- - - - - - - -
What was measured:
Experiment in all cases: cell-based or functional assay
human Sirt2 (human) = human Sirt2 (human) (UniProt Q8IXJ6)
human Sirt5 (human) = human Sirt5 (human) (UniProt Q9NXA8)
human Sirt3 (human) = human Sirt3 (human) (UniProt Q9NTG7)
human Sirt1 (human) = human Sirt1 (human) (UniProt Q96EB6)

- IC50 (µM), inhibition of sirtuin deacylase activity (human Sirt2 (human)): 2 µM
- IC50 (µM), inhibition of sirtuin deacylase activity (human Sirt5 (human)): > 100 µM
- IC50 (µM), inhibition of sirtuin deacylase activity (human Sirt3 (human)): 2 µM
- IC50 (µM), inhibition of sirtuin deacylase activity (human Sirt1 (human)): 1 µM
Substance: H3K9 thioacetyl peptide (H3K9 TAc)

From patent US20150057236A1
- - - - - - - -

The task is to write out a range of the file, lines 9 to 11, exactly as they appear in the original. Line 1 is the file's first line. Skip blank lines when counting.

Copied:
- IC50 (µM), inhibition of sirtuin deacylase activity (human Sirt3 (human)): 2 µM
- IC50 (µM), inhibition of sirtuin deacylase activity (human Sirt1 (human)): 1 µM
Substance: H3K9 thioacetyl peptide (H3K9 TAc)